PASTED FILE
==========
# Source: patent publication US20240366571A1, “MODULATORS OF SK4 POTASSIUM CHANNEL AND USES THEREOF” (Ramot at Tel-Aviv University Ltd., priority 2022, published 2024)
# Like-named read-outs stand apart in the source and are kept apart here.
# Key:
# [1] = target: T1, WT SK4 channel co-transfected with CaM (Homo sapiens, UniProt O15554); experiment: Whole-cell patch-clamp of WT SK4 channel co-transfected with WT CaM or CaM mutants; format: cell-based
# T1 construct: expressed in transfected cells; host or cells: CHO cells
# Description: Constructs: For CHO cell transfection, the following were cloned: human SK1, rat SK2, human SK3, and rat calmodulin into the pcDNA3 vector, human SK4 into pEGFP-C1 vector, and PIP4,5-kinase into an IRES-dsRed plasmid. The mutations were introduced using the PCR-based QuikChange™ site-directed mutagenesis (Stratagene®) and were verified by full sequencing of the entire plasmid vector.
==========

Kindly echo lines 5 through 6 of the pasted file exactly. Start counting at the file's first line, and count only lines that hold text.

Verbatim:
# T1 construct: expressed in transfected cells; host or cells: CHO cells
# Description: Constructs: For CHO cell transfection, the following were cloned: human SK1, rat SK2, human SK3, and rat calmodulin into the pcDNA3 vector, human SK4 into pEGFP-C1 vector, and PIP4,5-kinase into an IRES-dsRed plasmid. The mutations were introduced using the PCR-based QuikChange™ site-directed mutagenesis (Stratagene®) and were verified by full sequencing of the entire plasmid vector.